$ Meta/Reintegrate master..pu >Meta/redo-pu.sh
Edit the result by adding new topics that are not still in 'pu' in the script. Then
$ git checkout -B pu jch $ sh Meta/redo-pu.sh
When all is well, clean up the redo-pu.sh script with
$ sh Meta/redo-pu.sh -u
Double check by running
$ git branch --no-merged pu
to see there is no unexpected leftover topics.
At this point, build-test the result for semantic conflicts, and if there are, prepare an appropriate merge-fix first (see appendix), and rebuild the 'pu' branch from scratch, starting at the tip of 'jch'.
Update "What’s cooking" message to review the updates to existing topics, newly added topics and graduated topics.
This step is helped with Meta/cook script.
This script inspects the history between master..pu, finds tips of topic branches, compares what it found with the current contents in Meta/whats-cooking.txt, and updates that file. Topics not listed in the file but are found in master..pu are added to the "New topics" section, topics listed in the file that are no longer found in master..pu are moved to the "Graduated to master" section, and topics whose commits changed their states (e.g. used to be only in 'pu', now merged to 'next') are updated with change markers "<<" and ">>".
Look for lines enclosed in "<<" and ">>"; they hold contents from old file that are replaced by this integration round. After verifying them, remove the old part. Review the description for each topic and update its doneness and plan as needed. To review the updated plan, run
$ Meta/cook -w
which will pick up comments given to the topics, such as "Will merge to 'next'", etc. (see Meta/cook script to learn what kind of phrases are supported).
Compile, test and install all four (five) integration branches; Meta/Dothem script may aid this step.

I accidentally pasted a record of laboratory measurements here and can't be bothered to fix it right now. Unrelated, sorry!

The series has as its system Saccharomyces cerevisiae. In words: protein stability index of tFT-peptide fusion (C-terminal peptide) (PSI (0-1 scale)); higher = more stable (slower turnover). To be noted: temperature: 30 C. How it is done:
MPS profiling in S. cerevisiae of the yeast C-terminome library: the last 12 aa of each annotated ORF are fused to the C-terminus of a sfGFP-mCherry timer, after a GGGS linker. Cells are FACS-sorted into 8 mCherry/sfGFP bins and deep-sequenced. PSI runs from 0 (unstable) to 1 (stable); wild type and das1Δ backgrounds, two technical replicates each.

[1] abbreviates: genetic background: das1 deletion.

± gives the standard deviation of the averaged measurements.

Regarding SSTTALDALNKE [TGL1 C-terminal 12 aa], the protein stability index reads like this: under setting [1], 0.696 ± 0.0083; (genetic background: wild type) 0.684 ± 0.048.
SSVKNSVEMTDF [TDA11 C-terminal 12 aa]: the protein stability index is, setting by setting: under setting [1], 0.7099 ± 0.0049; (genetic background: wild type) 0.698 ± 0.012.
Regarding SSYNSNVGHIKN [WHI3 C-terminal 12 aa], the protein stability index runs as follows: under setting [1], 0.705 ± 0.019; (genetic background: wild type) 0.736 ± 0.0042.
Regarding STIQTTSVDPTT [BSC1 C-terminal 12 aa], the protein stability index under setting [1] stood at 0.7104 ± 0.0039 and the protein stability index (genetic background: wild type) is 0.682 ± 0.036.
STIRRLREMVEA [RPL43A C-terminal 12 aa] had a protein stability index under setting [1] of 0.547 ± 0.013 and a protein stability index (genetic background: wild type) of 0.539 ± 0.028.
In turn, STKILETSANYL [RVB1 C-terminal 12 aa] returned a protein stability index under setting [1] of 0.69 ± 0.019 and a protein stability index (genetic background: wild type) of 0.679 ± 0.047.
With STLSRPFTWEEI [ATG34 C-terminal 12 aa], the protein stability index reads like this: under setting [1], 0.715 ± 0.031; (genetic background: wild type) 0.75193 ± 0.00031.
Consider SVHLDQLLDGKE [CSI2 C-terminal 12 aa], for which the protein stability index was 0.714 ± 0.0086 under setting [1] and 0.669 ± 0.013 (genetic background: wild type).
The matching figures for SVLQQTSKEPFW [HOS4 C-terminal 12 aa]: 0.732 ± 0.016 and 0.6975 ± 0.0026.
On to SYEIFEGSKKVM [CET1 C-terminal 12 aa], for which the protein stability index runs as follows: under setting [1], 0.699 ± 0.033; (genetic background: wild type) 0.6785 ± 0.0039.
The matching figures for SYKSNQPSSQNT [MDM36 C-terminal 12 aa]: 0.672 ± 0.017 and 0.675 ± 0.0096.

Format documentation if the master branch was updated; Meta/dodoc.sh script may aid this step.
Push the integration branches out to public places; Meta/pushall script may aid this step.
Some observations to be made.
Each topic is tested individually, and also together with other topics cooking first in pu, then in jch and then in next. Until it matures, no part of it is merged to master.
A topic already in next can get fixes while still in next. Such a topic will have many merges to next (in other words, "git log --first-parent next" will show many "Merge branch ai/topic to next" for the same topic.
An unobvious fix for maint is cooked in next and then merged to master to make extra sure it is Ok and then merged to maint.
Even when next becomes empty (in other words, all topics prove stable and are merged to master and "git diff master next" shows empty), it has tons of merge commits that will never be in master.
In principle, "git log --first-parent master..next" should show nothing but merges (in practice, there are fixup commits and reverts that are not merges).